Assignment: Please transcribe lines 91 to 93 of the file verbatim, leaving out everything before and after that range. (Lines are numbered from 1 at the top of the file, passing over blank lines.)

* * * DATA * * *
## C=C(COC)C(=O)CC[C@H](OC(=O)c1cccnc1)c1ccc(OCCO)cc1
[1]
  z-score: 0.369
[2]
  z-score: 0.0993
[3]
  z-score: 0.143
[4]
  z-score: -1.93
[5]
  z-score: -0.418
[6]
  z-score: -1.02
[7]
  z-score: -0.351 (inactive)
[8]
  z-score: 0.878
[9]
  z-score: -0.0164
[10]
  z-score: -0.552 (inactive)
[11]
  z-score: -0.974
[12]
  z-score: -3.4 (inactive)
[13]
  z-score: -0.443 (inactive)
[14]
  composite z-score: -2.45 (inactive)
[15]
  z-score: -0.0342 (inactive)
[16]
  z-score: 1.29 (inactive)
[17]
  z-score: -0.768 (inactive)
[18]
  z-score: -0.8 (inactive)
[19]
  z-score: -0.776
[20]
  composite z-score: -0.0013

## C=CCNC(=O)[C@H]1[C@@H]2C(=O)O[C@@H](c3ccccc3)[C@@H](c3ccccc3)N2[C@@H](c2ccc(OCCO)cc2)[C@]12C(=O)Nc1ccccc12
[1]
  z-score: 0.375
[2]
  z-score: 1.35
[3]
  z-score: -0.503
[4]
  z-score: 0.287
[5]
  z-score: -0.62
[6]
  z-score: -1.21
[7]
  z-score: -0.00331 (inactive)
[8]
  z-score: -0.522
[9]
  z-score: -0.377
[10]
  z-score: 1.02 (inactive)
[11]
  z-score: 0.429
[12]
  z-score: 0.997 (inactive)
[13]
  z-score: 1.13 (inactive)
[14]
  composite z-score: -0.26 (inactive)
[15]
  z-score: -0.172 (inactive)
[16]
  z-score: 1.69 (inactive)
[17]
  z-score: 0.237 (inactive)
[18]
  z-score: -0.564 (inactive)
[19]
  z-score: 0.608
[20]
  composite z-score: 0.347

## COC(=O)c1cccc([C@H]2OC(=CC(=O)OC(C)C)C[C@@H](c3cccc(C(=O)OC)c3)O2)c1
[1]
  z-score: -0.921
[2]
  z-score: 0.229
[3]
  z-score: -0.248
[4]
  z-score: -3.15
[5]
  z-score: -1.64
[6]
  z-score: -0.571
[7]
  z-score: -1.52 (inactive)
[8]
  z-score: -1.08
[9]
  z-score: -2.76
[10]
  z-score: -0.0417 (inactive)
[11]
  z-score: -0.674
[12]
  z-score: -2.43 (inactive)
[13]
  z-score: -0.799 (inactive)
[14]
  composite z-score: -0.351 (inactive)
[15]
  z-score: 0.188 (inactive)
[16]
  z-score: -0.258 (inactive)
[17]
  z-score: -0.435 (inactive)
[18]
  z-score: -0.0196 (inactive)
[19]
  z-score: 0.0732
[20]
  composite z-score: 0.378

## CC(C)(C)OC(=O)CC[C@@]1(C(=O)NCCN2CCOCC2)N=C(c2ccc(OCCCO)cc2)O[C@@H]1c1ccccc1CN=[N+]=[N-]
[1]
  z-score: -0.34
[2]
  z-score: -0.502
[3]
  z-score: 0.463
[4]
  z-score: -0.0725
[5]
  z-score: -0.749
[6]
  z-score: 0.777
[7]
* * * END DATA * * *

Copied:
  z-score: -3.15
[5]
  z-score: -1.64